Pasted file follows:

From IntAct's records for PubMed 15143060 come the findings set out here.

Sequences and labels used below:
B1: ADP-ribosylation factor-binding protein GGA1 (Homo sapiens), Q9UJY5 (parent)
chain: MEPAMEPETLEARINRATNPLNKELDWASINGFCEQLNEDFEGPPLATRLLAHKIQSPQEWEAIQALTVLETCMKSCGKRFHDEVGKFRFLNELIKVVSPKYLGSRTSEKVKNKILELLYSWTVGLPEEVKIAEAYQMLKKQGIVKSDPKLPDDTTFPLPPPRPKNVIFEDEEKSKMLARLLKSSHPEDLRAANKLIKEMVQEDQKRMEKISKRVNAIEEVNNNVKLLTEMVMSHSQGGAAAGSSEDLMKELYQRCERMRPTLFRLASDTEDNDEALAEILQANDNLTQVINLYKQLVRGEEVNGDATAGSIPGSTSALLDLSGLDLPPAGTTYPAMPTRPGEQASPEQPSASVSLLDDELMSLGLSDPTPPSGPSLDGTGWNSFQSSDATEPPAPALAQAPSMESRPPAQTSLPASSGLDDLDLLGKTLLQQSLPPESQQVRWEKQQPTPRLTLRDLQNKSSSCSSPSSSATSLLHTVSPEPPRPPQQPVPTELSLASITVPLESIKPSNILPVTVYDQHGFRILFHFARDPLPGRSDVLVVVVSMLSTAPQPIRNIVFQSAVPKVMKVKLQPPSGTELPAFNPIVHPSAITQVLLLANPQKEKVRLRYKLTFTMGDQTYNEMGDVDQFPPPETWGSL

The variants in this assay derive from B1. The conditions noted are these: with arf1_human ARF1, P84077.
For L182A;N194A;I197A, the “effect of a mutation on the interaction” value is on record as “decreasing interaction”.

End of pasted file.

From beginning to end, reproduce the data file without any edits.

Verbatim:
From IntAct's records for PubMed 15143060 come the findings set out here.

Sequences and labels used below:
B1: ADP-ribosylation factor-binding protein GGA1 (Homo sapiens), Q9UJY5 (parent)
chain: MEPAMEPETLEARINRATNPLNKELDWASINGFCEQLNEDFEGPPLATRLLAHKIQSPQEWEAIQALTVLETCMKSCGKRFHDEVGKFRFLNELIKVVSPKYLGSRTSEKVKNKILELLYSWTVGLPEEVKIAEAYQMLKKQGIVKSDPKLPDDTTFPLPPPRPKNVIFEDEEKSKMLARLLKSSHPEDLRAANKLIKEMVQEDQKRMEKISKRVNAIEEVNNNVKLLTEMVMSHSQGGAAAGSSEDLMKELYQRCERMRPTLFRLASDTEDNDEALAEILQANDNLTQVINLYKQLVRGEEVNGDATAGSIPGSTSALLDLSGLDLPPAGTTYPAMPTRPGEQASPEQPSASVSLLDDELMSLGLSDPTPPSGPSLDGTGWNSFQSSDATEPPAPALAQAPSMESRPPAQTSLPASSGLDDLDLLGKTLLQQSLPPESQQVRWEKQQPTPRLTLRDLQNKSSSCSSPSSSATSLLHTVSPEPPRPPQQPVPTELSLASITVPLESIKPSNILPVTVYDQHGFRILFHFARDPLPGRSDVLVVVVSMLSTAPQPIRNIVFQSAVPKVMKVKLQPPSGTELPAFNPIVHPSAITQVLLLANPQKEKVRLRYKLTFTMGDQTYNEMGDVDQFPPPETWGSL

The variants in this assay derive from B1. The conditions noted are these: with arf1_human ARF1, P84077.
For L182A;N194A;I197A, the “effect of a mutation on the interaction” value is on record as “decreasing interaction”.